Heat and Light

July 30th, 2007

Andrew K. Gabriel ’76 responds to “Attention, Wal-Mart Shoppers” by arguing that energy gained from replacing ordinary incandescent lights with fluorescent bulbs is “largely illusory” because the heat given off by incandescent lights is not wasted but rather helps to heat buildings.

This reasoning is flawed. The key point missing in Gabriel’s analysis is that heating buildings with electricity is a very inefficient use of precious energy. This is because in most countries, including the United States, electricity is almost entirely produced by combustion of such fossil fuels as coal and natural gas. The efficiency of converting that heat into delivered electricity is something like 30 percent—in other words, about 70 percent of the energy either goes up cooling towers and smokestacks as wasted heat or radiates out from transmission lines.

Heating buildings with electricity is inefficient and expensive. Burning fossil fuels in furnaces is a better way to go, because most of the heat so produced is available for heating. An even better approach would be to cogenerate electricity from the heat, something that is now being explored even for individual buildings. (Brown cogenerates some electricity at its campus steam plant, for example.) The least wasteful option of all is to construct or retrofit buildings so that they require very little heating or cooling.

If the United States were like France and generated most of its electricity from nuclear power plants, Gabriel’s argument might have merit. Unfortunately, coal is the most important source of electricity in the United States, and coal produces more carbon dioxide per unit of energy than almost any other source. Fewer fossil fuels are consumed and less carbon dioxide is dumped into the atmosphere when incandescent lights are replaced with fluorescent lights and high-quality electricity is not wastefully converted back into heat.

Brad Marston


The author is a professor of physics.

Thanks very much for the excellent article on the benefits and trade-offs of compact fluorescent lightbulbs (CFLs). Some secondary ambient heating benefit is lost by using CFLs, as Andrew Gabriel ’76 asserts, but this certainly does not render the benefits of CFLs “largely illusory” or the net effect on overall building energy consumption “almost nil.”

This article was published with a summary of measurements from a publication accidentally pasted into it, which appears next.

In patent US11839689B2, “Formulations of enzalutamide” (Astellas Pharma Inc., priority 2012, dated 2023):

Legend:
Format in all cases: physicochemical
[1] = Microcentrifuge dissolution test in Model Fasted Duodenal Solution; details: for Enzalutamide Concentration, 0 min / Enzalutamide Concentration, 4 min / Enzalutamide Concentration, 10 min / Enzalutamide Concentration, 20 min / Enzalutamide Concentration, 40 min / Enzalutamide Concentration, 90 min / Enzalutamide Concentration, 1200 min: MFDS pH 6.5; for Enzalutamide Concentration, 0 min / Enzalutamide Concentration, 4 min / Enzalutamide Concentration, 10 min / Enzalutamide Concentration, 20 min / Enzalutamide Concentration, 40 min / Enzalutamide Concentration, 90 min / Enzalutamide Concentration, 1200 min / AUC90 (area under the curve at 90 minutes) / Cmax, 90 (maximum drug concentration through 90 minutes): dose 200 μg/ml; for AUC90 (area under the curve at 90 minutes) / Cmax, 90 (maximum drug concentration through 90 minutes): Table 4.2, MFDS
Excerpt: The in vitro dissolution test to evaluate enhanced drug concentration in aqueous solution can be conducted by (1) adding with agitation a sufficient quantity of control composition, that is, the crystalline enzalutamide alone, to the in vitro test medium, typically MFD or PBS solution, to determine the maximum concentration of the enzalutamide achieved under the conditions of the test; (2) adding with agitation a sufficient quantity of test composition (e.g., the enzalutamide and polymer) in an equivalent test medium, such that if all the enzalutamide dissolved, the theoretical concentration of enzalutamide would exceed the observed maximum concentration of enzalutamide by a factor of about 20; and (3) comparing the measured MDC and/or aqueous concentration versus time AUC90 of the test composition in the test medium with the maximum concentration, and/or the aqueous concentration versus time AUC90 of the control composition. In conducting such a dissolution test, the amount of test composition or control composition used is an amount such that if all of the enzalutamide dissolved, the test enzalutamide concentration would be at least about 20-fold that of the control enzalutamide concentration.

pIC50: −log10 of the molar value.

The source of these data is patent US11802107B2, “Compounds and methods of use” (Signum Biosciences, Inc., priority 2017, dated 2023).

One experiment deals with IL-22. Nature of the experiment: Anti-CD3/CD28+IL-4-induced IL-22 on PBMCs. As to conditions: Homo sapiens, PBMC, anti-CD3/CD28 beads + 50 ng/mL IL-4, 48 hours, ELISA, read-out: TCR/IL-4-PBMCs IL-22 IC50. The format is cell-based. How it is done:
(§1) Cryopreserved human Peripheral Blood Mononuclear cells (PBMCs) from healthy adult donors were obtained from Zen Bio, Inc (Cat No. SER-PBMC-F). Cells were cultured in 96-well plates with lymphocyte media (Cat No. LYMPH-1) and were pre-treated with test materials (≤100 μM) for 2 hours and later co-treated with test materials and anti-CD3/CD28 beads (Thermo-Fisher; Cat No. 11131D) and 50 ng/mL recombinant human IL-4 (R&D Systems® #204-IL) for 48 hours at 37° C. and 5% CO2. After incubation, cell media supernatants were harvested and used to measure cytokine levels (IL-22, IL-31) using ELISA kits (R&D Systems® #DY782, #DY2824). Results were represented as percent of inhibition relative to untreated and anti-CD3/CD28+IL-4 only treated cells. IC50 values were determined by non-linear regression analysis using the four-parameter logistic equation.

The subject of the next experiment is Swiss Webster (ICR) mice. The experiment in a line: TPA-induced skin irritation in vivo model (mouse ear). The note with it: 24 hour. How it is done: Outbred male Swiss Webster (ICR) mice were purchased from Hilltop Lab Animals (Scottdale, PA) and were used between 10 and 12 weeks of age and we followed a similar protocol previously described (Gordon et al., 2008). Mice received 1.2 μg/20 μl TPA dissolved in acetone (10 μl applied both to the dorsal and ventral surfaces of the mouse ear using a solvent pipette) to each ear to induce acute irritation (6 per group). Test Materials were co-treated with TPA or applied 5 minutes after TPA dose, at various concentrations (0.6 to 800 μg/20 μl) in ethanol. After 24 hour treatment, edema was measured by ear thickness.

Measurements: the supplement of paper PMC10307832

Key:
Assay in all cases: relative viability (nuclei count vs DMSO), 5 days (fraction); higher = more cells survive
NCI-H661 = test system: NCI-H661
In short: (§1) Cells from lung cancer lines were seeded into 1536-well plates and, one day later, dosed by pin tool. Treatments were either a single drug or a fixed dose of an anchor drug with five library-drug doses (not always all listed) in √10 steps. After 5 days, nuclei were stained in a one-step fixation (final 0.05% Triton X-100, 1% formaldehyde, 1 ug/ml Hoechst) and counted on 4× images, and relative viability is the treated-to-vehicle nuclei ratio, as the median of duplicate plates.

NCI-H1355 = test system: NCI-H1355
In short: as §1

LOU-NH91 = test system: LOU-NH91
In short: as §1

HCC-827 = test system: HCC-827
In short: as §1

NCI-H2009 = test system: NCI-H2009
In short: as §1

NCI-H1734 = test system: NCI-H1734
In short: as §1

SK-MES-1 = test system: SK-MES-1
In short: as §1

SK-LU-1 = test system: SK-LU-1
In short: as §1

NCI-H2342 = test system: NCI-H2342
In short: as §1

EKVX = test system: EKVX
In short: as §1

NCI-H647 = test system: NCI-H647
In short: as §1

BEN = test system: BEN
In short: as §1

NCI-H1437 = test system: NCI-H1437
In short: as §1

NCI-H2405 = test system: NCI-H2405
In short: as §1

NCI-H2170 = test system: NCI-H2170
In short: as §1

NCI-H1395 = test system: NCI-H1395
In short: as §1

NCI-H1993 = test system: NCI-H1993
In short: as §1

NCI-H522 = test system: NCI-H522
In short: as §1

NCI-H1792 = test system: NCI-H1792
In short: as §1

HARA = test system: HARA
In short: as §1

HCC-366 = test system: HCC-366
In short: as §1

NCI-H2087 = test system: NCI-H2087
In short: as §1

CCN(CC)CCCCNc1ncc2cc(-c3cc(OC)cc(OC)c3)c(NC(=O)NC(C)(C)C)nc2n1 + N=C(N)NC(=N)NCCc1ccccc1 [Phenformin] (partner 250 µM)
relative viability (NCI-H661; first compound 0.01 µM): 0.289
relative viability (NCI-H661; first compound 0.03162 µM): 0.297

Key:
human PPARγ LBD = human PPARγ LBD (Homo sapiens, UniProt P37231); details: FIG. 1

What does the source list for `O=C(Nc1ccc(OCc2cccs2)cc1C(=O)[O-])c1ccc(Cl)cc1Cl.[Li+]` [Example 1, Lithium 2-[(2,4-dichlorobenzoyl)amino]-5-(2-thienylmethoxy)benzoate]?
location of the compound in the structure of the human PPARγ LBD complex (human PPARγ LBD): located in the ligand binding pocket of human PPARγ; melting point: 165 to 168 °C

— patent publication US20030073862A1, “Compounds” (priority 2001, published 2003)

Ambient heat from lighting or electrical-resistance heaters can be replaced much more efficiently by the typical central heating system, which is designed for the purpose. A simple example is the basic electric heat pump, which provides many times more useful ambient heat than the power it consumes. So the reduced energy of CFLs translates almost completely to reduced overall consumption.

The larger environmental systems view is even more telling. Electricity is generated largely from fossil fuels and so is limited to a thermal (Carnot) efficiency of about 35 percent. This means that ambient heat provided by lighting or simple electric heaters requires about triple the fuel input (and produces triple the global warming emissions) than the heat produced directly in a traditional on-site heating plant. Using such hard-won electrical energy for ambient heating, even indirectly through lighting, gives new meaning to the word waste.

The bottom line is that reducing electricity use almost always has substantial benefit, including (and perhaps especially) when it affects ambient heating and cooling needs. Buy those CFLs!

David A. Dickinson ’78

Titusville, N.J.


It was somewhat surprising to see the BAM endorsing a tie-in with Wal-Mart (“Attention, Wal-Mart Shoppers,” March/April 2007), especially considering the company’s somewhat controversial marketing and hiring practices.

Beyond that, however, the analysis of home lighting by Associate Professor of Environmental Studies Steven Hamburg is flawed. The life of an incandescent light bulb can be just as long as that of a fluorescent. I have seven conventional bulbs in my home, each of which has been providing light since the house was built twenty-five years ago. An eighth bulb, which burns outdoors for hours every night finally failed after twenty years.

A long-life bulb simply requires a larger and longer tungsten filament, which you pay only a little more for. Adding iodine to transport vaporized tungsten back onto the filament gives the bulb an essentially infinite life. To compare fluorescents to the lowest-grade conventional bulbs selling for “four for a dollar” is specious.

Considering that tubular fluorescents already provide nearly all the lighting in stores, factories, businesses, and warehouses, surely the greater part of lighting wattage is already fluorescent. To impose restrictions and regulations on the remaining seems frivolous when considering the mercury recovery problem with compact bulbs, especially in small communities.

L.M. Foster ’47 PhD

Corvallis, Ore.


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July / August 2007